WAR CRIMES: Night without Dawn

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Through the cold, wet darkness, the people hurried homeward silently, drawing threadbare coats tightly around hunched shoulders. Policemen paced beneath feeble street lights, stamping their feet. A sharp wind whispered through shattered walls and broken towers, bringing shivers to everyone in Nürnberg. This was a night which had been longed for by millions in death cells, in all of Europe's fearful prisons and pens. But now, in the piercing wind, victors and vanquished alike felt the chilling doubts that invariably attend man's deliberate killing in the name of justice.

9 p.m. The eleven men for whom this night held no dawn ate a last supper of potato salad, sausage, cold cuts, black bread and tea. At 9 p.m., the prison lights were dimmed. At 10:45, U.S. Army Security officer Colonel Burton C. Andrus walked across the prison courtyard to set the night's lethal machinery in motion. The whole prison was permeated by the thought of impending death. (The Courthouse movie announced the next day's attraction: Deadline for Murder.)

Just then Hermann Göring was crunching a phial of potassium cyanide (no one knew where it came from). When guards and a chaplain rushed into his cell, he was dying. Meanwhile, near Nürnberg's old imperial Castle, a band of German children hung Göring in effigy. Then they burned the makeshift scaffold and silently marched around the fire, watching it scatter weird shadows among the rubble.

In the small gymnasium of the jail (its floor dusty, its walls dirty grey), three black gallows had been erected with more attention to numerology than to efficiency. The platforms were eight feet apart, stood eight feet above the ground, measured eight feet square. From each platform rose two heavy beams, supporting a heavy crosspiece with a hook for the rope in the middle. An inconspicuous lever served to open the traps. The space beneath the traps was hidden by curtains. 1:11 a.m. Two white-helmeted guards led Joachim von Ribbentrop from his cell down the corridor and across the courtyard. He walked as in a trance, his eyes half closed. The wind ruffled his sparse grey hair. Overhead, the same wind whipped clouds into bizarre patterns.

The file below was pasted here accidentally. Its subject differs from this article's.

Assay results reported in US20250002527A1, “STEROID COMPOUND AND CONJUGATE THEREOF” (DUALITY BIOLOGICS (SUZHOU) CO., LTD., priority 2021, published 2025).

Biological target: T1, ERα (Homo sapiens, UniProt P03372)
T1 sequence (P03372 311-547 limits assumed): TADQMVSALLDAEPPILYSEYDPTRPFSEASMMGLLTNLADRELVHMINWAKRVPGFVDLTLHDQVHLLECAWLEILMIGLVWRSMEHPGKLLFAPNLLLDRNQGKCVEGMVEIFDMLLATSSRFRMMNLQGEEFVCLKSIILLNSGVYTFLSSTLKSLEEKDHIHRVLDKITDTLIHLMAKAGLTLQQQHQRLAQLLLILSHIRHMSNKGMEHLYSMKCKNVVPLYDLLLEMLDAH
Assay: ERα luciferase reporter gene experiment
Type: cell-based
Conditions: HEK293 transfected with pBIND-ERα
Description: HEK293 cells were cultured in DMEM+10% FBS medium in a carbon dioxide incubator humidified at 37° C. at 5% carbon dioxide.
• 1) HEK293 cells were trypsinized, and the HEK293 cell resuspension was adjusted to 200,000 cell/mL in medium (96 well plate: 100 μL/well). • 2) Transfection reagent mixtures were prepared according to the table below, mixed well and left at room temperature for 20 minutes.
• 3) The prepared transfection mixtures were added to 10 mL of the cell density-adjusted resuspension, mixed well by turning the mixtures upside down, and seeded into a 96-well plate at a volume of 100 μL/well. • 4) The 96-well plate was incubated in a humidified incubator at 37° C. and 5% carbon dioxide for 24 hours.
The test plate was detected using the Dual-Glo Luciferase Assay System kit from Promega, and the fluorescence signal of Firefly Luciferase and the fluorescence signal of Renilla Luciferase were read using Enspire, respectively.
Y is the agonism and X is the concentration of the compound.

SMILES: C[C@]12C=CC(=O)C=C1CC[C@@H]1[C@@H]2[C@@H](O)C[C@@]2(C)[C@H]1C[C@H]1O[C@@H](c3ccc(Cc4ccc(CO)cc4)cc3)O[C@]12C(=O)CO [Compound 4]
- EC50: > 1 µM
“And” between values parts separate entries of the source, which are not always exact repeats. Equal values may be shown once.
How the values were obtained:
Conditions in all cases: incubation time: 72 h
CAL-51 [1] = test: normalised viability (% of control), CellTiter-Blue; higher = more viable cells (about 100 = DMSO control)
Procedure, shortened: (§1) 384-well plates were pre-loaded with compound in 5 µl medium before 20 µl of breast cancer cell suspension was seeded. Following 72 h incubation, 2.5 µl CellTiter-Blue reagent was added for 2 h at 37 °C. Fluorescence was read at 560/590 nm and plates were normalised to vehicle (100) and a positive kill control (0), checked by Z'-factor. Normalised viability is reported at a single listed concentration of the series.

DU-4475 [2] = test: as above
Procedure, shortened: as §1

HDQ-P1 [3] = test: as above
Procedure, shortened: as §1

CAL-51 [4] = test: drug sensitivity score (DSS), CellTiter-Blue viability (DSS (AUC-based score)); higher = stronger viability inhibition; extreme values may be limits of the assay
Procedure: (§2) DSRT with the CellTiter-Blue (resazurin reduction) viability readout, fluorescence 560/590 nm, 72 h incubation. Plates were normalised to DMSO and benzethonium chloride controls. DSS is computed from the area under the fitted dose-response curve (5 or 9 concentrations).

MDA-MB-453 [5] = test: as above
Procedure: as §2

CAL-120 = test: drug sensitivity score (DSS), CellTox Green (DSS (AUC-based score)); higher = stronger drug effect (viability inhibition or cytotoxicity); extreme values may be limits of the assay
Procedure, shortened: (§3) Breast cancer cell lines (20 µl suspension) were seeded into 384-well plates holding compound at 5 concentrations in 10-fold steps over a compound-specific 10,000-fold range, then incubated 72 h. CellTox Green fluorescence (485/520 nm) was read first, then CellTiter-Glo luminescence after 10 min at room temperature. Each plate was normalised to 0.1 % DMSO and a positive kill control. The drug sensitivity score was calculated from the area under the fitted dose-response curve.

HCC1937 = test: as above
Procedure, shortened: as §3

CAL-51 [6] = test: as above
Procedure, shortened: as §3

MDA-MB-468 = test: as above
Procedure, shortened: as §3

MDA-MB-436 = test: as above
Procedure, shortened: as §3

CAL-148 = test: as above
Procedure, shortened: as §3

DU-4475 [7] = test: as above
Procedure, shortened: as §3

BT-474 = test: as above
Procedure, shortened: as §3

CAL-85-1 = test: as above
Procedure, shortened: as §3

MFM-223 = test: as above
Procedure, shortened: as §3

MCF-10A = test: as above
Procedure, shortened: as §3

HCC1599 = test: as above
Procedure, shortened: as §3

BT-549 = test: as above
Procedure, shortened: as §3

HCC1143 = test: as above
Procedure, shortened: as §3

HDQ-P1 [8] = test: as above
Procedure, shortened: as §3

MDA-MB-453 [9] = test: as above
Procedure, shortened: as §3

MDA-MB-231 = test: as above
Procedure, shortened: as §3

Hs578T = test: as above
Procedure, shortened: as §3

At 1:11 a.m. he entered the gymnasium, and all officers, official witnesses and correspondents rose to attention. Ribbentrop's manacles were removed and he mounted the steps (there were 13) to the gallows. With the noose around his neck, he said: "My last wish ... is an understanding between East and West. . . ." All present removed their hats. The executioner tightened the noose. A chaplain standing beside him prayed. The assistant executioner pulled the lever, the trap dropped open with a rumbling noise, and Ribbentrop's hooded figure disappeared. The rope was suddenly taut, and swung back & forth, creaking audibly.

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